The capsule will trip into orbit atop a Soyuz rocket after launching from Russia’s Cosmodrome in Kazakhstan at 2:38 am ET Wednesday. It’s slated to dock with the ISS about six hours later, at 8:41 am ET.

Joining Maezawa on his 12-day journey aboard the ISS will likely be veteran Russian cosmonaut Alexander Misurkin, who will command the mission, and Maezawa’s manufacturing assistant, videographer Yozo Hirano, who will seize footage of the style mogul as he floats across the orbiting space station.

“I’m so curious ‘what’s life like in space’? So, I am planning to find out on my own and share with the world on my YouTube channel,” Maezawa mentioned in a latest statement.

This mission exemplifies the drastic shift the worldwide space business has taken previously decade. Such space tourism missions have occurred earlier than — particularly eight related missions for rich thrill seekers launched to the ISS within the 2000s, all organized aboard Soyuz capsules by US-based firm Space Adventures. But such missions took a hiatus after NASA’s Space Shuttle program retired in 2011, leaving Russia’s Soyuz spacecraft as the one possibility for transporting even skilled astronauts to the ISS.

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But now, Elon Musk’s SpaceX has stepped in to present further transportation to the space station for US astronauts, releasing up space for vacationers. And the broader space tourism sector is booming. Recent journeys to space for rich adventurers have included a charity fundraising journey for 4 vacationers aboard a SpaceX Dragon capsule in September, and a number of other journeys to space — together with by billionaire space firm founders Jeff Bezos and Richard Branson — on temporary, suborbital rocket rides that brushed the sting of space.
The ISS has already welcomed a pair spaceflight novices this yr. A Russian actress and director spent 12 days on the space station in October to movie a part of a film in a historic first.
You may acknowledge Maezawa’s identify, as he first grabbed worldwide headlines in 2018 by announcing separate plans to hitch a ride on a forthcoming SpaceX spacecraft, called Starship, to the moon as soon as 2023, alongside eight artists of Maezawa’s choosing. Those plans are nonetheless within the works, however he apparently opted to get his ft metaphorically moist within the space journey milieu by reserving this mission to the ISS as nicely, which orbits only a couple hundred miles above Earth.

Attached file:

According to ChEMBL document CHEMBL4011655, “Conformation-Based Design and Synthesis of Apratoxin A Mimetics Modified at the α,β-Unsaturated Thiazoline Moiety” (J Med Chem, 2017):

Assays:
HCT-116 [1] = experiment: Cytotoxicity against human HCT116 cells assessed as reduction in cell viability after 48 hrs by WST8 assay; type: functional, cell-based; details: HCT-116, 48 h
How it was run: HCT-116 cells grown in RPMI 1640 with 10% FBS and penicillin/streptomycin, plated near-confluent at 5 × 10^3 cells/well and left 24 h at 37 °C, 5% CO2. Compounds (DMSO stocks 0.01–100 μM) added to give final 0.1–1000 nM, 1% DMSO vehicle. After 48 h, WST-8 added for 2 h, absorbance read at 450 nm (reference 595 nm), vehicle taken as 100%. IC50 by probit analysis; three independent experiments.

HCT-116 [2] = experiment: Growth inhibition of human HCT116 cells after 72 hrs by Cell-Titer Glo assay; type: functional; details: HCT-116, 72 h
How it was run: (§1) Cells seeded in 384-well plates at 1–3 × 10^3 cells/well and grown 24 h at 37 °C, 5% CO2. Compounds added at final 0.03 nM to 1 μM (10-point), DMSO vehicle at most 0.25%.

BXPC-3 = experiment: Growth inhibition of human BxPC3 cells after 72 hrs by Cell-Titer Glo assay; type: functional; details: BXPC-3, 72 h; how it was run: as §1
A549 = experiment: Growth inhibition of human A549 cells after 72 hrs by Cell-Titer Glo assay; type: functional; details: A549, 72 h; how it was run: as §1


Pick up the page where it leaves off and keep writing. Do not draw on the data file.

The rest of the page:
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It’s not clear how a lot Maezawa, who made his fortune with the Japanese e-commerce web site Zozotown, paid for the mission. Space Adventures, which deliberate Maezawa’s flight in addition to the ISS tourism flights of the 2000s, declined to share a determine. Previous Space Adventures flights to the ISS have price vacationers between $20 million and $40 million, Tom Shelley, the corporate’s president, acknowledged in an interview with NCS Business.

But he added that present market costs are extra within the $50 million to $60 million vary.

“It’s certainly within the the high tens of millions of dollars,” Shelley mentioned.

Shelley additionally famous that after a protracted hiatus, Space Adventures has seen a drastic change in public consciousness of spaceflight alternatives.

“When we were doing this 10, 15 years ago … many people were just not aware that flying to space as a private citizen was possible,” he mentioned. “But now — come 2021 — there really is a heightened awareness within the market, and so the discussion is different.”

Maezawa and Hirano, each spaceflight novices, had to enter a three-month coaching routine for his or her flight, and Maezawa shared snippets of his not-always-pleasant experiences on social media.

But the coaching was much less intense than among the earliest missions, Shelley mentioned.

“When [millionaire] Dennis Tito flew back in 2001, his coaching was fairly lengthy. I feel it was six months or extra, as a result of no person had actually carried out it earlier than,” he mentioned. “Over the years, we’ve been able to trim some of the fat out of the training requirements.”

Maezawa, Hirano and Misurkin will return from the ISS on December 19, flying on the identical Soyuz capsule as the primary leg of their journey. If all goes in accordance to plan, they’re going to parachute to a touchdown in a distant space of Kazakhstan, as is commonplace process for a Soyuz flight.